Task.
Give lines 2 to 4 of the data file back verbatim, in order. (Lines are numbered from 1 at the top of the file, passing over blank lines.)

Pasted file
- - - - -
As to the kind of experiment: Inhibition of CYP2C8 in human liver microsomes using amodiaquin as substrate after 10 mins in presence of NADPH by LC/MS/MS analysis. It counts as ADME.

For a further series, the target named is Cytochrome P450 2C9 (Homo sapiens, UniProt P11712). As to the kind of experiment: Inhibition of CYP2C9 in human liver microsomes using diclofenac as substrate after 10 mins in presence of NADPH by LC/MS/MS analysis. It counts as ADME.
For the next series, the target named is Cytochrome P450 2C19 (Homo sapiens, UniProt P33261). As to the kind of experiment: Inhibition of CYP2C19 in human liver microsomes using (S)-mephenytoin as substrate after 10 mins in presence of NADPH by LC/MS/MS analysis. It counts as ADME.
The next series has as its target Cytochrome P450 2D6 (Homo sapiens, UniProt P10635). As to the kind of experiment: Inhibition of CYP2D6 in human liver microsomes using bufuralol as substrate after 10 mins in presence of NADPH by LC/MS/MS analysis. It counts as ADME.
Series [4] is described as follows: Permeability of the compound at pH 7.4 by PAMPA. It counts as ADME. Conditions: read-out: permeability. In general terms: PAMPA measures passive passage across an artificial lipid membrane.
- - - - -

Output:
For a further series, the target named is Cytochrome P450 2C9 (Homo sapiens, UniProt P11712). As to the kind of experiment: Inhibition of CYP2C9 in human liver microsomes using diclofenac as substrate after 10 mins in presence of NADPH by LC/MS/MS analysis. It counts as ADME.
For the next series, the target named is Cytochrome P450 2C19 (Homo sapiens, UniProt P33261). As to the kind of experiment: Inhibition of CYP2C19 in human liver microsomes using (S)-mephenytoin as substrate after 10 mins in presence of NADPH by LC/MS/MS analysis. It counts as ADME.
The next series has as its target Cytochrome P450 2D6 (Homo sapiens, UniProt P10635). As to the kind of experiment: Inhibition of CYP2D6 in human liver microsomes using bufuralol as substrate after 10 mins in presence of NADPH by LC/MS/MS analysis. It counts as ADME.